He declined to explain in detail how he selected which accomplishments to honor or why all of the winners are men. “I truly see this as a start,” Mr. Milner said. “Going forward, it’s going to be up to the committee to make those considerations.”

According to the rules, the prize in future years may be split among multiple winners, and a researcher will be able to win more than once. Mr. Milner also announced that there would be a $100,000 prize to honor promising young researchers.

Unlike the Nobel in physics, the Fundamental Physics Prize can be awarded to scientists whose ideas have not yet been verified by experiments, which often occurs decades later. Sometimes a radical new idea “really deserves recognition right away because it expands our understanding of at least what is possible,” Mr. Milner said.

Dr. Arkani-Hamed, for example, has worked on theories about the origin of the Higgs boson, the particle thought to have been discovered recently at the Large Hadron Colliderin Switzerland, and about how that collider could discover new dimensions. None of his theories have been proved yet. He said several were “under strain” because of the new data.

Several of the winners said they hoped that the new prize, with its large cash award, would help raise recognition of physics and draw more students into the field. “It’ll be great to have this sort of showcase for what’s going on in the subject every year,” Dr. Arkani-Hamed said.

The winners said they had not yet decided what to do with their windfall.

“There are some rather mundane things, like paying out the mortgage,” said Mr. Kitaev, who added that he was thinking about putting some of the money into education efforts.

“My success is in large part due to good education, my teachers and the atmosphere of excitement in science when I grew up,” he said. “I might try to help restore this atmosphere as much as I can.”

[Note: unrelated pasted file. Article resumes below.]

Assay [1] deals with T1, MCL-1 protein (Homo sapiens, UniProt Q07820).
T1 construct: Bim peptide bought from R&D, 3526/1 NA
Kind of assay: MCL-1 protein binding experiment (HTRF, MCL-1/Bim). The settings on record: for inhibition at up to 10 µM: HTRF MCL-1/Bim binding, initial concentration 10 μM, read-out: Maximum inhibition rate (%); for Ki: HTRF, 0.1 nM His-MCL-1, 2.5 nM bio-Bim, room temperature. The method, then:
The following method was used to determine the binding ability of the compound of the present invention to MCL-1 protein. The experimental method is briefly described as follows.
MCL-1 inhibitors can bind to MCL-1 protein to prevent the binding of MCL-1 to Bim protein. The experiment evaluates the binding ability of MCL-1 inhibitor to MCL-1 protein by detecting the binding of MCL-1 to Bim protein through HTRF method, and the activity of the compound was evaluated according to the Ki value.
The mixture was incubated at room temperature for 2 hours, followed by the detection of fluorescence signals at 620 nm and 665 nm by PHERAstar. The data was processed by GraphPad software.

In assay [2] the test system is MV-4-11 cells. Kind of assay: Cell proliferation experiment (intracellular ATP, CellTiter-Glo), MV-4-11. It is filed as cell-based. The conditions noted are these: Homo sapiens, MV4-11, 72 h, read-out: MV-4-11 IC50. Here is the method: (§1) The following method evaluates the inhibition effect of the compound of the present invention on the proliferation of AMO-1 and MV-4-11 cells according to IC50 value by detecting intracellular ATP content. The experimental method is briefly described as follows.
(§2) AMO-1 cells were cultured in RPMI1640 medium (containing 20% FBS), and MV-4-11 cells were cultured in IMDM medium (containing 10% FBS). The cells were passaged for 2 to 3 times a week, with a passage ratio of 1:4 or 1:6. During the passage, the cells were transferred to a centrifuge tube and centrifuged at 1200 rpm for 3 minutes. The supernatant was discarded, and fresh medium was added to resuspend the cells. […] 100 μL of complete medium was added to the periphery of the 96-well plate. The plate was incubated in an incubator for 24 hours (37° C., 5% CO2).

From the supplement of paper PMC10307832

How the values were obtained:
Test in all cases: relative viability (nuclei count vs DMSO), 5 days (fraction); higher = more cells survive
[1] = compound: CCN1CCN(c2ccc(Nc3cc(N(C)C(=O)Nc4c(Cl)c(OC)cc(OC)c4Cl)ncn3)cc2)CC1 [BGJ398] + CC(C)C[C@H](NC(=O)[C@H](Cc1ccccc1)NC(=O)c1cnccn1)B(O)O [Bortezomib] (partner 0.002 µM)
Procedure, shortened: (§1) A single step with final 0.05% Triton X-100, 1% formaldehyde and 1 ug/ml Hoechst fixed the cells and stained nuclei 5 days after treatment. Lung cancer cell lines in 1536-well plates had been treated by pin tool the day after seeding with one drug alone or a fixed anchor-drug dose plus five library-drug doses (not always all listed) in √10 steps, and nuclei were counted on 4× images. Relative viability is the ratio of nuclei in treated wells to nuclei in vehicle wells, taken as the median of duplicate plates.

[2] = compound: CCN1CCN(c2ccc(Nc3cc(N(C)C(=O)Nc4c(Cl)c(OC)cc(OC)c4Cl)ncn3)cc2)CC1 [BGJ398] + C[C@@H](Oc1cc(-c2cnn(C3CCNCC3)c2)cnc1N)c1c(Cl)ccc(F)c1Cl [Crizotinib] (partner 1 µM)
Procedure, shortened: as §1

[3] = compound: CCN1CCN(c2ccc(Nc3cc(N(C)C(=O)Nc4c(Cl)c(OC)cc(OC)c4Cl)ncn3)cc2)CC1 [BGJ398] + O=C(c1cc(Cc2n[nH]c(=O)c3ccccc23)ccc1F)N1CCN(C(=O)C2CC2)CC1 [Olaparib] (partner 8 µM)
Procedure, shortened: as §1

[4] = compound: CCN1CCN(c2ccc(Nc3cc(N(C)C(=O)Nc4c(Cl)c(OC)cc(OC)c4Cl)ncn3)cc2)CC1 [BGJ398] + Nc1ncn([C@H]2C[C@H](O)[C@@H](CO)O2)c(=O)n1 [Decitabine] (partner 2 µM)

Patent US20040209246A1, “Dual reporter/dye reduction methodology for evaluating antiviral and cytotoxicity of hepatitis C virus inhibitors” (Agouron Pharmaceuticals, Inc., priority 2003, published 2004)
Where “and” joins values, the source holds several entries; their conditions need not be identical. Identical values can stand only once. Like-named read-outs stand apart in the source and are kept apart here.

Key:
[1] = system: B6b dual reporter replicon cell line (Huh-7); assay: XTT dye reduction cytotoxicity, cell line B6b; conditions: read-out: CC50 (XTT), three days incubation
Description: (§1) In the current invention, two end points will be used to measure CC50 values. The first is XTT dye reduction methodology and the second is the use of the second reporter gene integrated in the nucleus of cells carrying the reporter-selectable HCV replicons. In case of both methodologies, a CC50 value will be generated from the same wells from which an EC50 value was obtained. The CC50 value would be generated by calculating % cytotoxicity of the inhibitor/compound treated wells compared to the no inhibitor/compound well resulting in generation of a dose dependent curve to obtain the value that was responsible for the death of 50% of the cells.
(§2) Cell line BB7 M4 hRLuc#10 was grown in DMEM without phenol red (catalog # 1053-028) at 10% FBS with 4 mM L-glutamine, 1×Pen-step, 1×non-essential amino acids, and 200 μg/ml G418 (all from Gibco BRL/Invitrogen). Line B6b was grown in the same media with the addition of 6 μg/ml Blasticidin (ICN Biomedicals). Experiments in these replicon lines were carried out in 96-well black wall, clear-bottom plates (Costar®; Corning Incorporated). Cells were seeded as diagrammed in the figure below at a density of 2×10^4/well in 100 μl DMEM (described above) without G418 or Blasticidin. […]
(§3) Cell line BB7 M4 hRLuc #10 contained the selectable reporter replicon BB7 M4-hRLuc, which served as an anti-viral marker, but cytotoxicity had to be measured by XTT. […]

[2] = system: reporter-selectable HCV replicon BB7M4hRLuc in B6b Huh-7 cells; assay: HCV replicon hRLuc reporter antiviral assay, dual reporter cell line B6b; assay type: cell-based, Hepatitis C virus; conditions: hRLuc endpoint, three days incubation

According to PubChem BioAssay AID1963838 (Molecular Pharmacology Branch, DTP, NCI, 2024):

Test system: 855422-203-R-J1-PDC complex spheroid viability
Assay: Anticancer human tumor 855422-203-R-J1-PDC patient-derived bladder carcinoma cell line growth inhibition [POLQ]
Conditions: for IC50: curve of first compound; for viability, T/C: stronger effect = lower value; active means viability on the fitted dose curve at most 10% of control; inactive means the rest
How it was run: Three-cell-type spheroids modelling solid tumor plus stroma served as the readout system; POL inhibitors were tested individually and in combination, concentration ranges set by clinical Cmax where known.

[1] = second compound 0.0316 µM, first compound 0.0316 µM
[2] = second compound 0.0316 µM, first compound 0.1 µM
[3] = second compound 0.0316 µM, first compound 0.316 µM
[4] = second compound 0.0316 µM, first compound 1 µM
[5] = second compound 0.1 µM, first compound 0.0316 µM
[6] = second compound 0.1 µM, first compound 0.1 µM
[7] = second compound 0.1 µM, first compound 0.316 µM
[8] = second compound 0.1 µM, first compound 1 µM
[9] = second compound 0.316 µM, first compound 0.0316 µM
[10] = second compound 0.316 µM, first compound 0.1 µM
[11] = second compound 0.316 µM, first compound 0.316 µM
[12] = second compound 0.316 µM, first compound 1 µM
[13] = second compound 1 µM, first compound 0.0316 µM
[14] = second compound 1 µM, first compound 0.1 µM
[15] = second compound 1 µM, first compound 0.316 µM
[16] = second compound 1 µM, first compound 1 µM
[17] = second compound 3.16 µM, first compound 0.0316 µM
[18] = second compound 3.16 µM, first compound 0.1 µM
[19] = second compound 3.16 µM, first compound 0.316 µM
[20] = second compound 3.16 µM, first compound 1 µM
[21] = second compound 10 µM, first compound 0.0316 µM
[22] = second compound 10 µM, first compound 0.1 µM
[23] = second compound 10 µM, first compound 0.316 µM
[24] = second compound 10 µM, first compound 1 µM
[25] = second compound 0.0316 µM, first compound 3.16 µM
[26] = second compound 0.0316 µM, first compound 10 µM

Dr. Guth agreed. “I do think prizes like this help put across to the public that fundamental physics is important, and it’s not just heavyweight boxing that’s worthy of prizes,” he said.

But he was going to warn his students not to get the wrong idea. “Certainly, it’s still not a great idea to go into physics for the money,” he said.

This article has been revised to reflect the following correction:

Correction: August 1, 2012

An article on Tuesday about the new Fundamental Physics Prize misattributed a quotation by a winner about how he would spend the $3 million in prize money. It was Alexei Kitaev, a professor of physics at the California Institute of Technology — not Maxim Kontsevich, a mathematician at the Institute of Advanced Scientific Studies outside Paris who is among the eight other prizewinners — who said, in part, “There are some rather mundane things, like paying out the mortgage.” The article also gave an outdated amount for the monetary award to winners of the Nobel Prize. The prize was reduced this year to about $1.2 million, from about $1.5 million.


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World Science Festival Brings Scientific Exploration to NYC

Reporter: Aviva Lev-Ari, PhD, RN

11MondayJun 2012

Written by Robyn L. Beliveau in Events


Robyn L. Beliveau is the Director of Events at the New York Genome Center.

Whether you are a realist or a dreamer, the World Science Festival is a realm of infinite possibilities that brings wonder and excitement to New York City. The festival blends the sophisticated and the childlike and offers up a diverse array of programs and presentations to appeal to the scientist in all of us.

Events are scattered around the city, showcasing the incredible resources that New York City has to offer, from the 3000-plus seating capacity at the beautiful United Palace Theatre in Washington Heights to the Polytechnic Institute of New York University’s Metrotech Plaza in Brooklyn.

The goal of the festival is to excite and educate the general public on the scientific endeavors that are currently happening, both around the world and right in our backyard. Where else can children of all ages (and adults) encounter the first full-sized, walking, autonomous robot built in the United States?